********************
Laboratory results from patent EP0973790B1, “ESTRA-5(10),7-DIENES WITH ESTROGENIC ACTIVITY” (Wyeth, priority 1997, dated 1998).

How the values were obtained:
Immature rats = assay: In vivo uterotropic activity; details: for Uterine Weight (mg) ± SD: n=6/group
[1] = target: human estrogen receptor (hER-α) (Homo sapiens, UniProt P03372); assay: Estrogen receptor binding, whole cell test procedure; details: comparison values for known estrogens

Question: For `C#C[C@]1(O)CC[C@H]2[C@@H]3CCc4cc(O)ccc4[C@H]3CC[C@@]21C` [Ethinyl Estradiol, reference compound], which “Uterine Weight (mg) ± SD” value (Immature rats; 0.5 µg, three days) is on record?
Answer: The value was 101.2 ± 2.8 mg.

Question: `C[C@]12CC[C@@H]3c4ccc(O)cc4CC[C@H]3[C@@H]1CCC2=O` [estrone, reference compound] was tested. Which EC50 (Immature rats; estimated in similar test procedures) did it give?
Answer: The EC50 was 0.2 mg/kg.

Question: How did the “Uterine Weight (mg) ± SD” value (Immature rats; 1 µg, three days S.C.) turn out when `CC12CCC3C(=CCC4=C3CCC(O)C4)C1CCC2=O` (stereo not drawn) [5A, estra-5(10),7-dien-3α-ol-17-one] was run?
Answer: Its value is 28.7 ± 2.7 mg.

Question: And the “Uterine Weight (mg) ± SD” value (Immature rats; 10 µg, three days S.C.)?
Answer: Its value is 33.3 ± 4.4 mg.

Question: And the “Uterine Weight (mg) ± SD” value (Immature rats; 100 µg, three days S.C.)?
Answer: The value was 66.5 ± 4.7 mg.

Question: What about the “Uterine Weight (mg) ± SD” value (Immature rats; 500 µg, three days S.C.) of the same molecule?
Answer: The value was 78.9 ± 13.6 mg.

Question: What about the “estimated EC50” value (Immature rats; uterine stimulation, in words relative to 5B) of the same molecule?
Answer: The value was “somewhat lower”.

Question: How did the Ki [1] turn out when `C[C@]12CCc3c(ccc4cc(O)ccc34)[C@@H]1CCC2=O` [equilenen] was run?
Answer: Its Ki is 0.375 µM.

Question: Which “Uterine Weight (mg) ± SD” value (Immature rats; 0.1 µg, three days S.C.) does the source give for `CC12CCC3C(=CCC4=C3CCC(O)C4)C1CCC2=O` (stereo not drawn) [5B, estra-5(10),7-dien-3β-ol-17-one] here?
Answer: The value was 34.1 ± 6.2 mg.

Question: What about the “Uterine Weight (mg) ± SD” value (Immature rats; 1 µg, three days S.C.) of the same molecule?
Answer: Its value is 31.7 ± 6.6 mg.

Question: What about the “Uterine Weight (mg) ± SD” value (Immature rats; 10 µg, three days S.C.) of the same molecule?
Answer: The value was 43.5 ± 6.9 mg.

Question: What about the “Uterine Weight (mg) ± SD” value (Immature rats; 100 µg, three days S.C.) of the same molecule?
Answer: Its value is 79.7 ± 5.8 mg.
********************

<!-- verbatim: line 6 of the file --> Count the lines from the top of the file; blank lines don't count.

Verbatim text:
Answer: The value was 101.2 ± 2.8 mg.